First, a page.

As the pace of hiring begins to quicken, recruitment-process outsourcing may be a viable option for companies that have downsized their internal recruiting functions.
While the economy struggles throughout the country, the epicenter of the crisis might well be California, where the state is facing unprecedented budget deficits, some of the worst housing markets anywhere and unemployment rates above the national average.
Despite these financial troubles, Mary Steudle, manager of corporate staffing at Southern California Edison, can't seem to get a breather. Once again, her company is expected to hire some 4,000 workers in 2010, a pace that has not let up during the past several years.
Not only has hiring remained brisk at the Rosemead, Calif.-based electric utility, which serves customers in a 50,000-square-mile area south of Santa Barbara, but with the state's unemployment hovering around 12 percent, the volume of resumes Steudle must process has nearly doubled in the past year.
So it's understandable she's anxious to make recruitment services more efficient and take the pressure off the organization. "The pain isn't necessarily just for us but also for the applicant or candidates," she says.
That's why Steudle is taking a close look at recruitment-process outsourcing. For a variety of reasons, RPO is attracting the attention of companies everywhere. Whether the driver is to cut costs, prepare for an eventual rise in hiring or improve process efficiencies, many employers such as Steudle are actively considering this type of outsourced solution.
That's not to say they're abandoning their internal recruiting function; rather, many simply see RPO as an effective supplement to their existing staff.
But is RPO appropriate for everyone? Although many employers have successfully implemented it around the world, there have also been instances when it has gone wrong. And even some of the staunchest cheerleaders concede that some organizations just aren't ready for it.
Why Outsource Now?
Although general hiring has been depressed across the globe, interest in RPO remains buoyant. Deal size has naturally fallen in recent times, and some contracts have even been terminated due to hiring freezes. However, service providers say they continue to field lots of inquiries from companies that have eliminated much of their recruiting staff.
Now, with the economy beginning to show signs of life, these organizations can't wait for business to return to healthy levels before fixing their recruitment services. And with talent acquisition a cornerstone of their talent management strategy, many employers realize they need help with recruiting.
With this in mind, many buyers are turning to RPO, viewing it as a quick and effective solution.
That trend is reflected in the numbers. According to Lead HR Outsourcing Analyst Gary Bragar of Bracknell, U.K.-based NelsonHall, the RPO market grew significantly in the past couple of years, from sales of $1.5 billion in 2006 to $2.1 billion in 2008, an average compound annual growth rate of 20 percent.
This rise came despite the global slowdown in hiring in the second half of 2008. Additionally, the market is witnessing longer contracts (an increase of 15 percent in length since 2007) as it matures, signaling a greater confidence in RPO as a long-term solution in the back office.
"We are continually seeing new deals," Bragar says, adding that companies such as Covance and LSG Sky Chef were among global businesses that recently signed sizable RPO deals. And while most deal sizes have been constrained to just a few hundred hires a year, he says, market consensus is that, by the middle of this year, much bigger contracts should emerge.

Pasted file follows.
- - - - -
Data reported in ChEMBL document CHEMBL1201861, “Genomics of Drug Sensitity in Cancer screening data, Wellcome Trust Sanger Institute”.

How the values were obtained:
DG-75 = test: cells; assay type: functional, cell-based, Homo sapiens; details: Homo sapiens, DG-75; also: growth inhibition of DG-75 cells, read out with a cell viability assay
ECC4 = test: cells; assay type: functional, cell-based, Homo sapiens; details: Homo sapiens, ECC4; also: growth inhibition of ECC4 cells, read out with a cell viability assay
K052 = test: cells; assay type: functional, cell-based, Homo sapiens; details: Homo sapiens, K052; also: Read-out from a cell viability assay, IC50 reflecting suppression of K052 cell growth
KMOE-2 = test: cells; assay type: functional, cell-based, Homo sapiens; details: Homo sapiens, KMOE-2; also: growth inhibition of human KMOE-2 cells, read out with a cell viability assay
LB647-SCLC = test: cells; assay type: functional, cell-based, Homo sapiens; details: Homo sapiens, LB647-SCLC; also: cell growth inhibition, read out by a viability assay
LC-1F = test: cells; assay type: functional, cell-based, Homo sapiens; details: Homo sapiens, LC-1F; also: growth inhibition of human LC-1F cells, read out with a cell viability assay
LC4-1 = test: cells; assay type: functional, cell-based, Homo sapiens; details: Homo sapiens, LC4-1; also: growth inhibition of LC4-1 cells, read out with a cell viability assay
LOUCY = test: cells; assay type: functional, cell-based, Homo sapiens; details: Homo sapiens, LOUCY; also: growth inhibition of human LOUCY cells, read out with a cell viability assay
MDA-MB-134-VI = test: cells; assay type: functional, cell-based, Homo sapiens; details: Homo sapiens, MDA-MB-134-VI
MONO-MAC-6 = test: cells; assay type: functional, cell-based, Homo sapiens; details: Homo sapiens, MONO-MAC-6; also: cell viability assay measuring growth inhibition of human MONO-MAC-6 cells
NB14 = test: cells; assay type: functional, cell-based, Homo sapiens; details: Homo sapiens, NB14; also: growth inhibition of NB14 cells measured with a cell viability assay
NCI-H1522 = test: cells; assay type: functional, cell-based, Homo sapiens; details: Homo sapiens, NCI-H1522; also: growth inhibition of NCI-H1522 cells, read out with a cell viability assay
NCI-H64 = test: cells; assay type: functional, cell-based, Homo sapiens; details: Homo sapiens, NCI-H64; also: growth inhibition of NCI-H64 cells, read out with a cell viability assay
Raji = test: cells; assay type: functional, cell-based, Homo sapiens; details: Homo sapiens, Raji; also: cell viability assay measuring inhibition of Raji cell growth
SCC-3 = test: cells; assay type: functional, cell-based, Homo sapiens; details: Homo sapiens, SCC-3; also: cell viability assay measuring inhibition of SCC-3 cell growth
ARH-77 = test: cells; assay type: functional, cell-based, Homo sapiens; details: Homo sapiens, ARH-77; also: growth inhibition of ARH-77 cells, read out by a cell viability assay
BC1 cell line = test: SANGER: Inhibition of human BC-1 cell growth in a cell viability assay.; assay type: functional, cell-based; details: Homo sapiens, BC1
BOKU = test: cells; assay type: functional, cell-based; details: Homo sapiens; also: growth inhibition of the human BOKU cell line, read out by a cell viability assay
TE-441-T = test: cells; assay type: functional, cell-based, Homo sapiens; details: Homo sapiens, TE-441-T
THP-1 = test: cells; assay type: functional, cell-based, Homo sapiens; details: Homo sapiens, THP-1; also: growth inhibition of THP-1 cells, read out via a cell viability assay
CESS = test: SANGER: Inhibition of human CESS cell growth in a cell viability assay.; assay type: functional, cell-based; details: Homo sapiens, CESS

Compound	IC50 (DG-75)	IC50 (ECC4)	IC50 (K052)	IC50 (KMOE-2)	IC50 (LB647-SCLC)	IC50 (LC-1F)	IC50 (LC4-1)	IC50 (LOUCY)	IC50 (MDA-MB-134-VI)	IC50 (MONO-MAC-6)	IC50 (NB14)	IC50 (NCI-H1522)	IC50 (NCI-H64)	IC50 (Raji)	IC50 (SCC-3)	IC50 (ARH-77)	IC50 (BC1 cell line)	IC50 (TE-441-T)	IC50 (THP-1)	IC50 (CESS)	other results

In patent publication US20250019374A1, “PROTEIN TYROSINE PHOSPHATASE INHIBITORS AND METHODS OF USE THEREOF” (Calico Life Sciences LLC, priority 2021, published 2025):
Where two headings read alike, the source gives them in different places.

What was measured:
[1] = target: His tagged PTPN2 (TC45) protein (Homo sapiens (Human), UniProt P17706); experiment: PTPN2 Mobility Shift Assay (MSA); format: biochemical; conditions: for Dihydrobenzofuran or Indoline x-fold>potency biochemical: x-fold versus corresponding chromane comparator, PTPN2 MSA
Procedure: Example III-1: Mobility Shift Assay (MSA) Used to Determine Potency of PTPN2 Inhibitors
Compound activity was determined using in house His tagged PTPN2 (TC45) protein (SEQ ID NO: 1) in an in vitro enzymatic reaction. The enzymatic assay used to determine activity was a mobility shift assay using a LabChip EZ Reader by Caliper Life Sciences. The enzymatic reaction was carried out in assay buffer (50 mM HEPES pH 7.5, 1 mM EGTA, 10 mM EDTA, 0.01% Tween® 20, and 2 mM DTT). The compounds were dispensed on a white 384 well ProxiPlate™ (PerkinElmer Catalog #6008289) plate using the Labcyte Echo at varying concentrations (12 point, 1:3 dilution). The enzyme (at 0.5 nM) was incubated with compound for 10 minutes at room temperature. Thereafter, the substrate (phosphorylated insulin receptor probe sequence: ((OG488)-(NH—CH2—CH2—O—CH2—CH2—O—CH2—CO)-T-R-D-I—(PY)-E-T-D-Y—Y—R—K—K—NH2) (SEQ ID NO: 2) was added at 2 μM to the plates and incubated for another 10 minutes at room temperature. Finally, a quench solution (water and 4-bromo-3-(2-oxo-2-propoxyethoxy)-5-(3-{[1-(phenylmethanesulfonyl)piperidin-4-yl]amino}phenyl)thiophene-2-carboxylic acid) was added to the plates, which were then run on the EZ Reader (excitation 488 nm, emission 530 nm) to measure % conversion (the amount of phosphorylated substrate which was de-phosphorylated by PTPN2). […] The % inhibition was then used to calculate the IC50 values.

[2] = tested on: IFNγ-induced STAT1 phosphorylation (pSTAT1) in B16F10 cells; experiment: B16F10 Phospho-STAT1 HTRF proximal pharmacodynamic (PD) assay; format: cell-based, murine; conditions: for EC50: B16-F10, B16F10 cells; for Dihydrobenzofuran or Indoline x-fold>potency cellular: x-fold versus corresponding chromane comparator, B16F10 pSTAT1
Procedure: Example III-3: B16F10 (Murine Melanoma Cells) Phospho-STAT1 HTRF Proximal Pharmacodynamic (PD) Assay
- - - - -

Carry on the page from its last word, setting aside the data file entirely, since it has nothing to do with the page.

These deals will be driven by the likes of companies such as Baker Hughes, a Houston-based provider of oil-field services and associated products. With 35,000 employees in 90 countries -- and another 18,000 workers anticipated should its merger with BJ Services Co. go through -- the company is leaning on its RPO service provider, Zurich-based Adecco, to provide highly scalable recruitment services.
Because of the unpredictable nature of its workforce needs -- demand for talent often fluctuates with the volatile price of energy -- Baker Hughes chose the provider based on its ability to respond quickly to requisitions, according to Aziz Chowdhury, the company's director of global talent acquisition.
"For us at Baker Hughes, it was around being able to meet demand as needed," he says. "Recruiting volume has been down for us recently, and it has gone down significantly."
When oil peaked at $140 a barrel, Baker Hughes couldn't hire fast enough, says Chowdhury. Today, with oil prices at about half that level, hiring volume has declined just as precipitously. Relying solely on internal recruiters would have required Baker Hughes to quickly scale up when hiring managers needed workers; but when gas and oil prices are down, it would have to dismantle those teams just as quickly.
"By our nature, we have little planning time," he says. "It's been particularly onerous" to predict hiring.
The ability to scale, while important, is not the only reason some employers are turning to outsourced recruitment. For many, RPO is one way to help them achieve their financial objectives. For example, companies often realize a reduction in cycle time through RPO, allowing them to fill revenue-producing positions more quickly. Also, they can usually reduce high-cost, third-party agency fees, sometimes by as much as 90 percent.
However, providing lower costs is simply table stakes for RPO vendors. These days, they must deliver a bevy of services to be competitive. These include supporting workforce planning, anticipating clients' needs, measuring and improving quality of hires through follow-up surveys, branding, and managing other talent- acquisition vendors.